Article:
These days I don’t wander so far or so often, nor do I travel so lightly. My excursions now tend to include an entourage of three children and all of their – and my – stuff. I wonder what my minimalist 20-something self would think of all the bags we carry.
One summer, while I was in college, I spent three weeks living out of a backpack. That was a glorious three weeks during which I visited Paris, Nice, Rome, Florence, Salzburg, and Innsbruck. I went to art museums and cathedrals, tossed foreign coins into famous fountains, ate perfect croissants and creamy gelato, and climbed mountains in two different countries – all in the same four t-shirts, three pairs of shorts, and one wool sweater.
I thought I was pretty suave to be traveling so light. But throughout my backpacking journey, I met seriously light travelers: people – mostly Australians and New Zealanders – who had been backpacking around Europe and beyond for months, sometimes longer than a year, each with only one worn pack.
Just after turning 27 I packed my bags – one very large suitcase and a much smaller carry-on – and headed from the Colorado mountains to the west of Ireland for six months. The suitcase was temporarily lost somewhere between Denver International Airport and Shannon, Ireland, so I lived for four days with the clothes I had on and one partial extra set I’d thrown into the carry-on.
Contrast that to our first family vacation, which was a mere week at a lake in the wilds of Wayne, Maine. My youngest was a baby that summer, and the older two still in diapers. The back row of seats in the minivan was folded flat, and we filled that space to brimming with Tonka dump trucks, water toys, sleeping bags, floaty tubes for the lake. And enough diapers for three kids to last a week
We’ve since moved the summer vacation to Cape Cod. Luckily my parents go with us, because we need two vehicles to transport all that stuff: sand toys and books and favorite stuffed animals and a week’s worth of food staples and snacks. But no diapers, thank goodness. Last summer we also went to visit friends on the coast of Maine for a quick overnight, and I swear we packed nearly the same amount as we would have for a week away.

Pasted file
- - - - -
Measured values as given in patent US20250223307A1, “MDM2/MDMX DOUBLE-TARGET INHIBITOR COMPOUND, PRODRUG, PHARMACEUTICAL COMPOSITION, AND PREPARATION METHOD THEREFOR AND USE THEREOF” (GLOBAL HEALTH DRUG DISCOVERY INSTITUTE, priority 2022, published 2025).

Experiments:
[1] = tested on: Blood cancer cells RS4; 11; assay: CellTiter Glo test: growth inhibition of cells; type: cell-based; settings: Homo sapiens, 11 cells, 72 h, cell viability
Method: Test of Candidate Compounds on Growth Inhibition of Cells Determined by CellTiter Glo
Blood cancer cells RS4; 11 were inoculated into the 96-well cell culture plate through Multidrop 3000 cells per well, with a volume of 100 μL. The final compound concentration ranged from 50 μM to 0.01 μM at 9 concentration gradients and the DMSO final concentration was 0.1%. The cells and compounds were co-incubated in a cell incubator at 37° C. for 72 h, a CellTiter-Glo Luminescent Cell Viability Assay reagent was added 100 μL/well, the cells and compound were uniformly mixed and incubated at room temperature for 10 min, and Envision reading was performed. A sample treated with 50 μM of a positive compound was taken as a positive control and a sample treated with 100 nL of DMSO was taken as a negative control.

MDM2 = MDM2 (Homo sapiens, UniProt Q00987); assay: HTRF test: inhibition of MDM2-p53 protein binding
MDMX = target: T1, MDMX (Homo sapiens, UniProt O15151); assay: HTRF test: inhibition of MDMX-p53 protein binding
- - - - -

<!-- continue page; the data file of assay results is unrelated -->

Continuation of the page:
Last week we embarked on our first family expedition involving airplane travel – a whole new adventure in going places. Yes, this winter-loving family flew south for a week, lamenting leaving the all that great snow to other skiers, but relishing the chance to feel some summer-like warmth during an exceedingly cold winter.
In true mom fashion, I had the kids’ warm weather clothing pulled from winter storage and packed neatly into their new suitcases several days before our trip. My own bag, on the other hand, I grabbed the morning of departure and filled helter-skelter with wrinkled shorts and a couple of sundresses, flip-flops and bathing suits, and my youngest child’s purple stuffed unicorn, which took up a good quarter of my large bag and without which, she claims, she cannot sleep.
Maybe this change in my packing savvy has something to do with having children. Or with being out of practice. Or with there being too much space in the suitcase. Whatever the reason, I’m pretty sure the traveling, and the experiences we have along the way, are more important than the bags we carry.
Original content by Meghan McCarthy McPhaul, posted to her Blog: Writings From a Full Life. This essay also appears as Meghan's Close to Home column in the February 27, 2015 edition of the Littleton Record.